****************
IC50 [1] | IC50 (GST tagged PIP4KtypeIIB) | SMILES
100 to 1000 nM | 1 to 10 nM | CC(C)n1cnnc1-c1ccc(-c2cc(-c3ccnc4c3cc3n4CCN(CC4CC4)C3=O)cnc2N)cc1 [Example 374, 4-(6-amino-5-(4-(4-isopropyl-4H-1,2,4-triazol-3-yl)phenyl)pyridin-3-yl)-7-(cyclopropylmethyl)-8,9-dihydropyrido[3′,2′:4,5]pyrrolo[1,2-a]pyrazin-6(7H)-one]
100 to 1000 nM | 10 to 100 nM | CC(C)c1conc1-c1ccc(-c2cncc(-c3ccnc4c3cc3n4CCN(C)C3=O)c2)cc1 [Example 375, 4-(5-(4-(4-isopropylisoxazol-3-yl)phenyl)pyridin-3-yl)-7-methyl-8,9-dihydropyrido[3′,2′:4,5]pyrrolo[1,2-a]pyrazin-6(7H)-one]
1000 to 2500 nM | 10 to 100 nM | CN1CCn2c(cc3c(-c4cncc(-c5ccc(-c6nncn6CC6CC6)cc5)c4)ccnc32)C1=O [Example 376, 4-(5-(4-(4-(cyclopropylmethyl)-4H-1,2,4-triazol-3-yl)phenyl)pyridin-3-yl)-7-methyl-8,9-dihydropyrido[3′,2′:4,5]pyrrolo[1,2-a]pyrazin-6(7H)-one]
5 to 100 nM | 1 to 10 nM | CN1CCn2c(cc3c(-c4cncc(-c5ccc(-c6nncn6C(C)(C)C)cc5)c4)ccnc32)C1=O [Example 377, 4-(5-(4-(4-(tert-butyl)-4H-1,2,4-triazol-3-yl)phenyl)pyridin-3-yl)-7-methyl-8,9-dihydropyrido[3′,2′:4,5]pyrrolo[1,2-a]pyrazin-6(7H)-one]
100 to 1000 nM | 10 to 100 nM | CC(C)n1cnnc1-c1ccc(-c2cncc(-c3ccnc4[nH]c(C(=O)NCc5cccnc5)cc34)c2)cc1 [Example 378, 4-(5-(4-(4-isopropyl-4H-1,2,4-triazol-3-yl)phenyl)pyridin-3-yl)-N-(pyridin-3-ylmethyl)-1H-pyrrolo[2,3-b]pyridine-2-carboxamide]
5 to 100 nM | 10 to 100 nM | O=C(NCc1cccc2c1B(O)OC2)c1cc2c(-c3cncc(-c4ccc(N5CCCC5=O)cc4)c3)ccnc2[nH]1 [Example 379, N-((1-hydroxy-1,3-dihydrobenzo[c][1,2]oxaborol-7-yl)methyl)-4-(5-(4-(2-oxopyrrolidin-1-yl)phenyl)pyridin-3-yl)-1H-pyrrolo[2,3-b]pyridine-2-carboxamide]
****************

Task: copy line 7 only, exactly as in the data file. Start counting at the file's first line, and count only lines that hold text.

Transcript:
5 to 100 nM | 10 to 100 nM | O=C(NCc1cccc2c1B(O)OC2)c1cc2c(-c3cncc(-c4ccc(N5CCCC5=O)cc4)c3)ccnc2[nH]1 [Example 379, N-((1-hydroxy-1,3-dihydrobenzo[c][1,2]oxaborol-7-yl)methyl)-4-(5-(4-(2-oxopyrrolidin-1-yl)phenyl)pyridin-3-yl)-1H-pyrrolo[2,3-b]pyridine-2-carboxamide]